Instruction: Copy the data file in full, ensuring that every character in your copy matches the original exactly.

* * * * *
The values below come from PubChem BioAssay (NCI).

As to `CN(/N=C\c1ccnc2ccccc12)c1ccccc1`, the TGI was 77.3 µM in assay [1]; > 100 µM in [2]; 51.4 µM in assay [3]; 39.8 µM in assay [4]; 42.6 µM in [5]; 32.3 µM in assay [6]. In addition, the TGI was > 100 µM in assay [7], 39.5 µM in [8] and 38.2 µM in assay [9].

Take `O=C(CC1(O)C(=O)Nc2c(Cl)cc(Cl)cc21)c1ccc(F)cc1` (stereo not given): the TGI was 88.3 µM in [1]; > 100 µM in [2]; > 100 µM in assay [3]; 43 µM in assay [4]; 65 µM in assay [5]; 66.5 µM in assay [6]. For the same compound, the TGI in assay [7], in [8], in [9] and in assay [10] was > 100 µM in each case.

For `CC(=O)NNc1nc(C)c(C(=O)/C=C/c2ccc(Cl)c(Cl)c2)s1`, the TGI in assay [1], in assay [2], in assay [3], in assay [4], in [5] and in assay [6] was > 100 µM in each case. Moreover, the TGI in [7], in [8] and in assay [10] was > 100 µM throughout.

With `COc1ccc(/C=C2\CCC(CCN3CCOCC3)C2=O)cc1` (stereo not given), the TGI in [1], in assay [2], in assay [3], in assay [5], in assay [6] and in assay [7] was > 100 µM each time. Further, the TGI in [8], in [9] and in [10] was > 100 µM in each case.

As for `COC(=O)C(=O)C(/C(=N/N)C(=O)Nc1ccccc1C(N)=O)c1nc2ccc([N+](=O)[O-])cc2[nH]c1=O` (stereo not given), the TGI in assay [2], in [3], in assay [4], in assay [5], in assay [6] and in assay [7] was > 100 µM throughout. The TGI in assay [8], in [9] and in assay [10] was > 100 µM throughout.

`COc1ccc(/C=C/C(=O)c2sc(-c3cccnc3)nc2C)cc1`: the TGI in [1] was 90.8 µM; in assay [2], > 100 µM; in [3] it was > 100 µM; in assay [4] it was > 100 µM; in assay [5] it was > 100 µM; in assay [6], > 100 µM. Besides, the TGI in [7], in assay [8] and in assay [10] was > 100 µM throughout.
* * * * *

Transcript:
The values below come from PubChem BioAssay (NCI).

As to `CN(/N=C\c1ccnc2ccccc12)c1ccccc1`, the TGI was 77.3 µM in assay [1]; > 100 µM in [2]; 51.4 µM in assay [3]; 39.8 µM in assay [4]; 42.6 µM in [5]; 32.3 µM in assay [6]. In addition, the TGI was > 100 µM in assay [7], 39.5 µM in [8] and 38.2 µM in assay [9].

Take `O=C(CC1(O)C(=O)Nc2c(Cl)cc(Cl)cc21)c1ccc(F)cc1` (stereo not given): the TGI was 88.3 µM in [1]; > 100 µM in [2]; > 100 µM in assay [3]; 43 µM in assay [4]; 65 µM in assay [5]; 66.5 µM in assay [6]. For the same compound, the TGI in assay [7], in [8], in [9] and in assay [10] was > 100 µM in each case.

For `CC(=O)NNc1nc(C)c(C(=O)/C=C/c2ccc(Cl)c(Cl)c2)s1`, the TGI in assay [1], in assay [2], in assay [3], in assay [4], in [5] and in assay [6] was > 100 µM in each case. Moreover, the TGI in [7], in [8] and in assay [10] was > 100 µM throughout.

With `COc1ccc(/C=C2\CCC(CCN3CCOCC3)C2=O)cc1` (stereo not given), the TGI in [1], in assay [2], in assay [3], in assay [5], in assay [6] and in assay [7] was > 100 µM each time. Further, the TGI in [8], in [9] and in [10] was > 100 µM in each case.

As for `COC(=O)C(=O)C(/C(=N/N)C(=O)Nc1ccccc1C(N)=O)c1nc2ccc([N+](=O)[O-])cc2[nH]c1=O` (stereo not given), the TGI in assay [2], in [3], in assay [4], in assay [5], in assay [6] and in assay [7] was > 100 µM throughout. The TGI in assay [8], in [9] and in assay [10] was > 100 µM throughout.

`COc1ccc(/C=C/C(=O)c2sc(-c3cccnc3)nc2C)cc1`: the TGI in [1] was 90.8 µM; in assay [2], > 100 µM; in [3] it was > 100 µM; in assay [4] it was > 100 µM; in assay [5] it was > 100 µM; in assay [6], > 100 µM. Besides, the TGI in [7], in assay [8] and in assay [10] was > 100 µM throughout.